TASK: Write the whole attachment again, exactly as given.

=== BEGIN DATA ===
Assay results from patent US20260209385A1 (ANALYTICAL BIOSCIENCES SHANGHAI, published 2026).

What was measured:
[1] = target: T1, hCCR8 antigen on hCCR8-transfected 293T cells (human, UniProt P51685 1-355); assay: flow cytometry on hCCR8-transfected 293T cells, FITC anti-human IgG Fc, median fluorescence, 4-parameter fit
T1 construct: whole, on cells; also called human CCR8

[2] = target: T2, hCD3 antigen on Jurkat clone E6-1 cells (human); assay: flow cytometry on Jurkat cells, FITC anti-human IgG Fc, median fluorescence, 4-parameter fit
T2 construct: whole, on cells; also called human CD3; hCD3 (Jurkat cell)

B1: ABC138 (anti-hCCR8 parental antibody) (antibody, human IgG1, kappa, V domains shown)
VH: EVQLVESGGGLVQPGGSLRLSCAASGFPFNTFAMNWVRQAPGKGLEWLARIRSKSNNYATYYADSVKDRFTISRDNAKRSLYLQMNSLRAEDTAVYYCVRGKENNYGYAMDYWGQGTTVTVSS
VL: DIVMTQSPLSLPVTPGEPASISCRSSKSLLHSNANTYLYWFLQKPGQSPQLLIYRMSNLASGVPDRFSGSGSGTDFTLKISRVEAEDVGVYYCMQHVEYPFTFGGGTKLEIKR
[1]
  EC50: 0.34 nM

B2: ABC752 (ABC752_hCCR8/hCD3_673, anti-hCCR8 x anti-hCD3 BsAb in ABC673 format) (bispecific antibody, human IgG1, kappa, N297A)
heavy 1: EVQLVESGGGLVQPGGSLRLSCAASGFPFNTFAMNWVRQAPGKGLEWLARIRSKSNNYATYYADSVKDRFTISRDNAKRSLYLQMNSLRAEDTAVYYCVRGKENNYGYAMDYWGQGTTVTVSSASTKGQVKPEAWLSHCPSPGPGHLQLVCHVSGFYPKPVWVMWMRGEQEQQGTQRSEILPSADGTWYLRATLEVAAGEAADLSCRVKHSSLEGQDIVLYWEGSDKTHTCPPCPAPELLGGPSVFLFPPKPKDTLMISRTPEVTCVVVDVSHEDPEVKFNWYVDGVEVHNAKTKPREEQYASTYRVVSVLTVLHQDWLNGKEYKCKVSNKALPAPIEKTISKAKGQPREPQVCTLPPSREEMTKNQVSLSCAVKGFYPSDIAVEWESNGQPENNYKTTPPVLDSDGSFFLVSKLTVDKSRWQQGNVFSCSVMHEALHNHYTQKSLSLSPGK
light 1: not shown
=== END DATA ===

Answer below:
Assay results from patent US20260209385A1 (ANALYTICAL BIOSCIENCES SHANGHAI, published 2026).

What was measured:
[1] = target: T1, hCCR8 antigen on hCCR8-transfected 293T cells (human, UniProt P51685 1-355); assay: flow cytometry on hCCR8-transfected 293T cells, FITC anti-human IgG Fc, median fluorescence, 4-parameter fit
T1 construct: whole, on cells; also called human CCR8

[2] = target: T2, hCD3 antigen on Jurkat clone E6-1 cells (human); assay: flow cytometry on Jurkat cells, FITC anti-human IgG Fc, median fluorescence, 4-parameter fit
T2 construct: whole, on cells; also called human CD3; hCD3 (Jurkat cell)

B1: ABC138 (anti-hCCR8 parental antibody) (antibody, human IgG1, kappa, V domains shown)
VH: EVQLVESGGGLVQPGGSLRLSCAASGFPFNTFAMNWVRQAPGKGLEWLARIRSKSNNYATYYADSVKDRFTISRDNAKRSLYLQMNSLRAEDTAVYYCVRGKENNYGYAMDYWGQGTTVTVSS
VL: DIVMTQSPLSLPVTPGEPASISCRSSKSLLHSNANTYLYWFLQKPGQSPQLLIYRMSNLASGVPDRFSGSGSGTDFTLKISRVEAEDVGVYYCMQHVEYPFTFGGGTKLEIKR
[1]
  EC50: 0.34 nM

B2: ABC752 (ABC752_hCCR8/hCD3_673, anti-hCCR8 x anti-hCD3 BsAb in ABC673 format) (bispecific antibody, human IgG1, kappa, N297A)
heavy 1: EVQLVESGGGLVQPGGSLRLSCAASGFPFNTFAMNWVRQAPGKGLEWLARIRSKSNNYATYYADSVKDRFTISRDNAKRSLYLQMNSLRAEDTAVYYCVRGKENNYGYAMDYWGQGTTVTVSSASTKGQVKPEAWLSHCPSPGPGHLQLVCHVSGFYPKPVWVMWMRGEQEQQGTQRSEILPSADGTWYLRATLEVAAGEAADLSCRVKHSSLEGQDIVLYWEGSDKTHTCPPCPAPELLGGPSVFLFPPKPKDTLMISRTPEVTCVVVDVSHEDPEVKFNWYVDGVEVHNAKTKPREEQYASTYRVVSVLTVLHQDWLNGKEYKCKVSNKALPAPIEKTISKAKGQPREPQVCTLPPSREEMTKNQVSLSCAVKGFYPSDIAVEWESNGQPENNYKTTPPVLDSDGSFFLVSKLTVDKSRWQQGNVFSCSVMHEALHNHYTQKSLSLSPGK
light 1: not shown